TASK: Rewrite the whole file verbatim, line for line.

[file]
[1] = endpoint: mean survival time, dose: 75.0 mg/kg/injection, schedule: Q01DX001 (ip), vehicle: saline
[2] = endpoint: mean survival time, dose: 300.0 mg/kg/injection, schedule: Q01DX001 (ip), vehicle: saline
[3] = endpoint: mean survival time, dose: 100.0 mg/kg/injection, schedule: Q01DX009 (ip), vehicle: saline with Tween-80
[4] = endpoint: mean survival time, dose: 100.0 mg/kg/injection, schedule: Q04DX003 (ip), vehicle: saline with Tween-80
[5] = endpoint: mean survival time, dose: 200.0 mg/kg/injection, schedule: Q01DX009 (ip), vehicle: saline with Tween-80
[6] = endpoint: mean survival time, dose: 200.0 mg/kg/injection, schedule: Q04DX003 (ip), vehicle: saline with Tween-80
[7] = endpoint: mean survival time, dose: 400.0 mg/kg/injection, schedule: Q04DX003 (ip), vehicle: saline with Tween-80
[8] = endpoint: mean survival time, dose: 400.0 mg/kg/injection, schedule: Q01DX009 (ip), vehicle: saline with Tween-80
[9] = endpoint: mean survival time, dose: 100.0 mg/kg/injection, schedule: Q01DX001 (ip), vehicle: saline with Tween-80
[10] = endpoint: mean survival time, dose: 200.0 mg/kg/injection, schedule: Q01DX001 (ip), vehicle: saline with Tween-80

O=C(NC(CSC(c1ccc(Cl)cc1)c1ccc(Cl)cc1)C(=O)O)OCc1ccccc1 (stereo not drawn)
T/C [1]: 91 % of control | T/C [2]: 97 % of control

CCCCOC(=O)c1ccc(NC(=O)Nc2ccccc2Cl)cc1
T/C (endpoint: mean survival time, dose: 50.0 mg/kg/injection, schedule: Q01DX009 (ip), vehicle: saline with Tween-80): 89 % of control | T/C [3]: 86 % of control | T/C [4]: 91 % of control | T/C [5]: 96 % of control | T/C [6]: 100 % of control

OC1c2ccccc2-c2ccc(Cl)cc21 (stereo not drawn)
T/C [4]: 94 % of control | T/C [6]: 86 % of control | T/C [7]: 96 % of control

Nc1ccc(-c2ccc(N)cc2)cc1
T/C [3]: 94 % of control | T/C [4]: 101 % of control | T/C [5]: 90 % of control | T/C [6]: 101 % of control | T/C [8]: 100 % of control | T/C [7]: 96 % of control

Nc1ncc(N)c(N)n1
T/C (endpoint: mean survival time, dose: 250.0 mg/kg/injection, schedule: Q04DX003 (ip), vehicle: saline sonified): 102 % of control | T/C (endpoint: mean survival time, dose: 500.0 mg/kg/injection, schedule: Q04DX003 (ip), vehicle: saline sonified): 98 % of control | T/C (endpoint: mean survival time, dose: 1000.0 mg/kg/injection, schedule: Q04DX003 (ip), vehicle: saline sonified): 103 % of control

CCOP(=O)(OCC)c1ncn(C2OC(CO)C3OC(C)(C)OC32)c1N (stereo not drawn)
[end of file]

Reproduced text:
[1] = endpoint: mean survival time, dose: 75.0 mg/kg/injection, schedule: Q01DX001 (ip), vehicle: saline
[2] = endpoint: mean survival time, dose: 300.0 mg/kg/injection, schedule: Q01DX001 (ip), vehicle: saline
[3] = endpoint: mean survival time, dose: 100.0 mg/kg/injection, schedule: Q01DX009 (ip), vehicle: saline with Tween-80
[4] = endpoint: mean survival time, dose: 100.0 mg/kg/injection, schedule: Q04DX003 (ip), vehicle: saline with Tween-80
[5] = endpoint: mean survival time, dose: 200.0 mg/kg/injection, schedule: Q01DX009 (ip), vehicle: saline with Tween-80
[6] = endpoint: mean survival time, dose: 200.0 mg/kg/injection, schedule: Q04DX003 (ip), vehicle: saline with Tween-80
[7] = endpoint: mean survival time, dose: 400.0 mg/kg/injection, schedule: Q04DX003 (ip), vehicle: saline with Tween-80
[8] = endpoint: mean survival time, dose: 400.0 mg/kg/injection, schedule: Q01DX009 (ip), vehicle: saline with Tween-80
[9] = endpoint: mean survival time, dose: 100.0 mg/kg/injection, schedule: Q01DX001 (ip), vehicle: saline with Tween-80
[10] = endpoint: mean survival time, dose: 200.0 mg/kg/injection, schedule: Q01DX001 (ip), vehicle: saline with Tween-80

O=C(NC(CSC(c1ccc(Cl)cc1)c1ccc(Cl)cc1)C(=O)O)OCc1ccccc1 (stereo not drawn)
T/C [1]: 91 % of control | T/C [2]: 97 % of control

CCCCOC(=O)c1ccc(NC(=O)Nc2ccccc2Cl)cc1
T/C (endpoint: mean survival time, dose: 50.0 mg/kg/injection, schedule: Q01DX009 (ip), vehicle: saline with Tween-80): 89 % of control | T/C [3]: 86 % of control | T/C [4]: 91 % of control | T/C [5]: 96 % of control | T/C [6]: 100 % of control

OC1c2ccccc2-c2ccc(Cl)cc21 (stereo not drawn)
T/C [4]: 94 % of control | T/C [6]: 86 % of control | T/C [7]: 96 % of control

Nc1ccc(-c2ccc(N)cc2)cc1
T/C [3]: 94 % of control | T/C [4]: 101 % of control | T/C [5]: 90 % of control | T/C [6]: 101 % of control | T/C [8]: 100 % of control | T/C [7]: 96 % of control

Nc1ncc(N)c(N)n1
T/C (endpoint: mean survival time, dose: 250.0 mg/kg/injection, schedule: Q04DX003 (ip), vehicle: saline sonified): 102 % of control | T/C (endpoint: mean survival time, dose: 500.0 mg/kg/injection, schedule: Q04DX003 (ip), vehicle: saline sonified): 98 % of control | T/C (endpoint: mean survival time, dose: 1000.0 mg/kg/injection, schedule: Q04DX003 (ip), vehicle: saline sonified): 103 % of control

CCOP(=O)(OCC)c1ncn(C2OC(CO)C3OC(C)(C)OC32)c1N (stereo not drawn)